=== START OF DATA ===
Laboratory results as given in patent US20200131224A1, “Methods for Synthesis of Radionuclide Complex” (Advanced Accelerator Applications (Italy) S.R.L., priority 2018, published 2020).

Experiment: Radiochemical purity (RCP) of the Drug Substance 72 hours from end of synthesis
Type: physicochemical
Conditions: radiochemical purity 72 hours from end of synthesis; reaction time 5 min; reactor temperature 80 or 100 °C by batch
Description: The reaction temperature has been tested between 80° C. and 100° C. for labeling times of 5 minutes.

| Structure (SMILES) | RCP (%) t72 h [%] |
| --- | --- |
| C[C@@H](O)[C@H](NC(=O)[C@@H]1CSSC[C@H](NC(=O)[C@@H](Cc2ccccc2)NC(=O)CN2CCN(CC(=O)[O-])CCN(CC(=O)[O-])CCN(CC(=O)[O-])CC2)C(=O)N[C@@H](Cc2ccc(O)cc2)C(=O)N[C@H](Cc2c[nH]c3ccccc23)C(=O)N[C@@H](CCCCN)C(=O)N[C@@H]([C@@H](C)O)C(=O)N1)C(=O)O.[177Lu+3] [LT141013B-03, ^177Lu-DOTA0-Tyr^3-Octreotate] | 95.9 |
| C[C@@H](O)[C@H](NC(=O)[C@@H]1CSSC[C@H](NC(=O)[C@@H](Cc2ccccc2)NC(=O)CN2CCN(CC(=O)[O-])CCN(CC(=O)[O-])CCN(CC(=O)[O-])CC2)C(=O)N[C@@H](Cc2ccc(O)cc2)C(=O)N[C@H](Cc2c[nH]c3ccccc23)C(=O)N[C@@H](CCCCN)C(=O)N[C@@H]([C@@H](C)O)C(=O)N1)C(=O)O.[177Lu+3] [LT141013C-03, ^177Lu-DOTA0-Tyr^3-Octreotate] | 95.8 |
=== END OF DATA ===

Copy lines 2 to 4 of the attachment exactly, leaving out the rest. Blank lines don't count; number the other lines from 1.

Experiment: Radiochemical purity (RCP) of the Drug Substance 72 hours from end of synthesis
Type: physicochemical
Conditions: radiochemical purity 72 hours from end of synthesis; reaction time 5 min; reactor temperature 80 or 100 °C by batch